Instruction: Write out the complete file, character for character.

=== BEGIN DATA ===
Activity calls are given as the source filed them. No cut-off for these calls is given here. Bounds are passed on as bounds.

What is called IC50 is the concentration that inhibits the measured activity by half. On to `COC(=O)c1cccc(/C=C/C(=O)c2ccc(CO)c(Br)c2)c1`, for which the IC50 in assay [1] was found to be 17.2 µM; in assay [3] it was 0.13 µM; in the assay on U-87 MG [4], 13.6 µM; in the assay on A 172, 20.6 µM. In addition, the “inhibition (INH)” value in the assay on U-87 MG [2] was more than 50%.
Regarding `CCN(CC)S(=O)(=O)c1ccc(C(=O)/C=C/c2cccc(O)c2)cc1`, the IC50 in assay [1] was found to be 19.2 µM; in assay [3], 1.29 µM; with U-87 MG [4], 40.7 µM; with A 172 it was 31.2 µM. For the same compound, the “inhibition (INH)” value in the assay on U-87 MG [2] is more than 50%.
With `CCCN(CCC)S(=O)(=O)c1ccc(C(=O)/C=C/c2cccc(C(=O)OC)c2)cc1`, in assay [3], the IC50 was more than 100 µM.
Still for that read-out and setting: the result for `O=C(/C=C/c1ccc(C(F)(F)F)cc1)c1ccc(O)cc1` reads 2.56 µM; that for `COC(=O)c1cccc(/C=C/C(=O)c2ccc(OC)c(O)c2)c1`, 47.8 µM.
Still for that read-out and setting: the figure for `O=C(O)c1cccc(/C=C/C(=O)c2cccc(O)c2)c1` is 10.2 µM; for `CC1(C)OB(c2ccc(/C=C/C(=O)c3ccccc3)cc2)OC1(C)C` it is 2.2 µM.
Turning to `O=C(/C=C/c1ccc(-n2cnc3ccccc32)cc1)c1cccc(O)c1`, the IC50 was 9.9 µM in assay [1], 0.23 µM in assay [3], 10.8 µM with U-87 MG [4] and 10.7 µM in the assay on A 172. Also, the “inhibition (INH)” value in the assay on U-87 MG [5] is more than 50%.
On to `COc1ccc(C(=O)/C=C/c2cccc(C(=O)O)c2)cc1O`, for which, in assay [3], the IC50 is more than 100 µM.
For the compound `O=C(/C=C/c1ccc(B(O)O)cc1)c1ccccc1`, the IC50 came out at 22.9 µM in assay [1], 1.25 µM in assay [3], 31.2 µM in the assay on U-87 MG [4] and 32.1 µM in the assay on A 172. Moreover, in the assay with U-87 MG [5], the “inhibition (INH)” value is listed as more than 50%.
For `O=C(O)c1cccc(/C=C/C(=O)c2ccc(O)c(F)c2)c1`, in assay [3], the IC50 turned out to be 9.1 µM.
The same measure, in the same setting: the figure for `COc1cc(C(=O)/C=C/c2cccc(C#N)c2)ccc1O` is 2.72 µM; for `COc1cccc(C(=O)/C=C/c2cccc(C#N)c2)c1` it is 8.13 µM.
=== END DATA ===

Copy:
Activity calls are given as the source filed them. No cut-off for these calls is given here. Bounds are passed on as bounds.

What is called IC50 is the concentration that inhibits the measured activity by half. On to `COC(=O)c1cccc(/C=C/C(=O)c2ccc(CO)c(Br)c2)c1`, for which the IC50 in assay [1] was found to be 17.2 µM; in assay [3] it was 0.13 µM; in the assay on U-87 MG [4], 13.6 µM; in the assay on A 172, 20.6 µM. In addition, the “inhibition (INH)” value in the assay on U-87 MG [2] was more than 50%.
Regarding `CCN(CC)S(=O)(=O)c1ccc(C(=O)/C=C/c2cccc(O)c2)cc1`, the IC50 in assay [1] was found to be 19.2 µM; in assay [3], 1.29 µM; with U-87 MG [4], 40.7 µM; with A 172 it was 31.2 µM. For the same compound, the “inhibition (INH)” value in the assay on U-87 MG [2] is more than 50%.
With `CCCN(CCC)S(=O)(=O)c1ccc(C(=O)/C=C/c2cccc(C(=O)OC)c2)cc1`, in assay [3], the IC50 was more than 100 µM.
Still for that read-out and setting: the result for `O=C(/C=C/c1ccc(C(F)(F)F)cc1)c1ccc(O)cc1` reads 2.56 µM; that for `COC(=O)c1cccc(/C=C/C(=O)c2ccc(OC)c(O)c2)c1`, 47.8 µM.
Still for that read-out and setting: the figure for `O=C(O)c1cccc(/C=C/C(=O)c2cccc(O)c2)c1` is 10.2 µM; for `CC1(C)OB(c2ccc(/C=C/C(=O)c3ccccc3)cc2)OC1(C)C` it is 2.2 µM.
Turning to `O=C(/C=C/c1ccc(-n2cnc3ccccc32)cc1)c1cccc(O)c1`, the IC50 was 9.9 µM in assay [1], 0.23 µM in assay [3], 10.8 µM with U-87 MG [4] and 10.7 µM in the assay on A 172. Also, the “inhibition (INH)” value in the assay on U-87 MG [5] is more than 50%.
On to `COc1ccc(C(=O)/C=C/c2cccc(C(=O)O)c2)cc1O`, for which, in assay [3], the IC50 is more than 100 µM.
For the compound `O=C(/C=C/c1ccc(B(O)O)cc1)c1ccccc1`, the IC50 came out at 22.9 µM in assay [1], 1.25 µM in assay [3], 31.2 µM in the assay on U-87 MG [4] and 32.1 µM in the assay on A 172. Moreover, in the assay with U-87 MG [5], the “inhibition (INH)” value is listed as more than 50%.
For `O=C(O)c1cccc(/C=C/C(=O)c2ccc(O)c(F)c2)c1`, in assay [3], the IC50 turned out to be 9.1 µM.
The same measure, in the same setting: the figure for `COc1cc(C(=O)/C=C/c2cccc(C#N)c2)ccc1O` is 2.72 µM; for `COc1cccc(C(=O)/C=C/c2cccc(C#N)c2)c1` it is 8.13 µM.